CHARLESTON – West Virginia Attorney General Patrick Morrisey is praising the Environmental Protection Agency for withdrawing its anti-racing rule just two weeks after he joined a coalition of eight attorneys general who objected to the proposal.

The EPA announced April 15 it would withdraw language requiring that certified motor vehicles, engines and emission control devices remain in their certified configuration, even if altered vehicles were used exclusively for competition or nonroad purposes.

Morrisey recognized that proposal, had it been implemented, would have dealt a significant blow to stock car and drag racing in West Virginia, in addition to jeopardizing the countless jobs and local economics that benefit from the pastime’s success.

“I’m pleased the EPA heard our voice and put the brakes on this disastrous proposal,” Morrisey said in a statement. “Auto racing is woven into the fabric of our nation, but so too is the rule of law.

"This turnaround gives merit to our vigorous fight against executive overreach, whether that be efforts to protect coal mining, farming or in this instance auto racing.”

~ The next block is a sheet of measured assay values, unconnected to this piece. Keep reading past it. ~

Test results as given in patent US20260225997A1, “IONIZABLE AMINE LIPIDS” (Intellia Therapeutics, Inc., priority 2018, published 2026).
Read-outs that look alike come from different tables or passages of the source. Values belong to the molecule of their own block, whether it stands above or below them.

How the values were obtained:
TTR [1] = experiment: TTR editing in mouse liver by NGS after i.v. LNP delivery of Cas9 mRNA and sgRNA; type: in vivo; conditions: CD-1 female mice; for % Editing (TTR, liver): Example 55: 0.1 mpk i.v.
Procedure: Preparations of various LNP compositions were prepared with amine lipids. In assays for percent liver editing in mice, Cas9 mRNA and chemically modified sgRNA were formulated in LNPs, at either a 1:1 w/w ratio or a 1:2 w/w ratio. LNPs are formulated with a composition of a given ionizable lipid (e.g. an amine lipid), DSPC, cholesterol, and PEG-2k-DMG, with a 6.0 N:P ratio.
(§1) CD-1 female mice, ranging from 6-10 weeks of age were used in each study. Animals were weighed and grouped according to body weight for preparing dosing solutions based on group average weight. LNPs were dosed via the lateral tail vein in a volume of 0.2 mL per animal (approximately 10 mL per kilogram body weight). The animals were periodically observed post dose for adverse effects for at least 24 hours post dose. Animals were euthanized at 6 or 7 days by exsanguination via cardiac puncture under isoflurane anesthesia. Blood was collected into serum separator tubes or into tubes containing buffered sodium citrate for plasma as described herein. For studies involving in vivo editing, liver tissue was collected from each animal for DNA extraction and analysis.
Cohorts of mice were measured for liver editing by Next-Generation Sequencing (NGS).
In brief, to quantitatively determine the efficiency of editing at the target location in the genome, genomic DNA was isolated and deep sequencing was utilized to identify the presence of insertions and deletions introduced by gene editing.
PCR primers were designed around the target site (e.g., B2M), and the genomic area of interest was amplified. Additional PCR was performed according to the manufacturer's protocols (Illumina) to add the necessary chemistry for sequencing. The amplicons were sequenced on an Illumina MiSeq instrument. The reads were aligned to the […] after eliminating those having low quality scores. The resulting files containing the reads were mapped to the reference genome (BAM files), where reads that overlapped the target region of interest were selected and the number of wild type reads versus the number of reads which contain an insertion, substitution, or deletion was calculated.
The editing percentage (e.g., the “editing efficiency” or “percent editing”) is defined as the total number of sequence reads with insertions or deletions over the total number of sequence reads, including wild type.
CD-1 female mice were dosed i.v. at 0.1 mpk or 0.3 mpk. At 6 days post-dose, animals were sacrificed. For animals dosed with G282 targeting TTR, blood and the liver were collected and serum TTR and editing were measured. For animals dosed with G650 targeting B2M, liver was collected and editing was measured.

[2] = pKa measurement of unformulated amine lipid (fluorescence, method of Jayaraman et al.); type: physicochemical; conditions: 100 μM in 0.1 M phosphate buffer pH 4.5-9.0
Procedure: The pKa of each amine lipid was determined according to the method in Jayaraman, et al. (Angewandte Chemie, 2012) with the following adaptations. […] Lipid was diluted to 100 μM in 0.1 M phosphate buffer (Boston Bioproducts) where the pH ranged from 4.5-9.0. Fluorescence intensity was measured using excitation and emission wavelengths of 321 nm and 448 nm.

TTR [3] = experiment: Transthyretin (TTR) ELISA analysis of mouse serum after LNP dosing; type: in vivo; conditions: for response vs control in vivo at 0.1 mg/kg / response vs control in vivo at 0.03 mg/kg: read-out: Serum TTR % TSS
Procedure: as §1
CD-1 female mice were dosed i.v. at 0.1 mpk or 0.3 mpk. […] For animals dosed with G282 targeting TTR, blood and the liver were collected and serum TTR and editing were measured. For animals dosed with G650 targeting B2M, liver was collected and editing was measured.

Morrisey signed the letter with Ohio Attorney General Mike DeWine and the AGs of six other states. Together, the coalition’s effort protected manufacturers, retailers and technicians whose products would have been illegal to make, sell or install across the nation.

The letter also eliminates the proposal’s potential impact at facilities throughout West Virginia, including the Kanawha Valley Motorsports Park in Mason County, sport car racing in Mineral County and stock car tracks in Cabell, Greenbrier, Jefferson, Jackson, Mercer, Mineral, Randolph, Ritchie, Tyler and Wood counties.

Morrisey further contends the EPA’s about-face represents a victory against executive overreach. The coalition’s letter cited congressional testimony in arguing lawmakers passed the Clean Air Act of 1970 to deal with automobiles intended for everyday, on-road usage – not racing vehicles.

West Virginia and Ohio signed the letter with Arkansas, Alabama, Georgia, Louisiana, Michigan and Nevada.

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Office of West Virginia Attorney General Patrick Morrisey U.S. Environmental Protection Agency (EPA)

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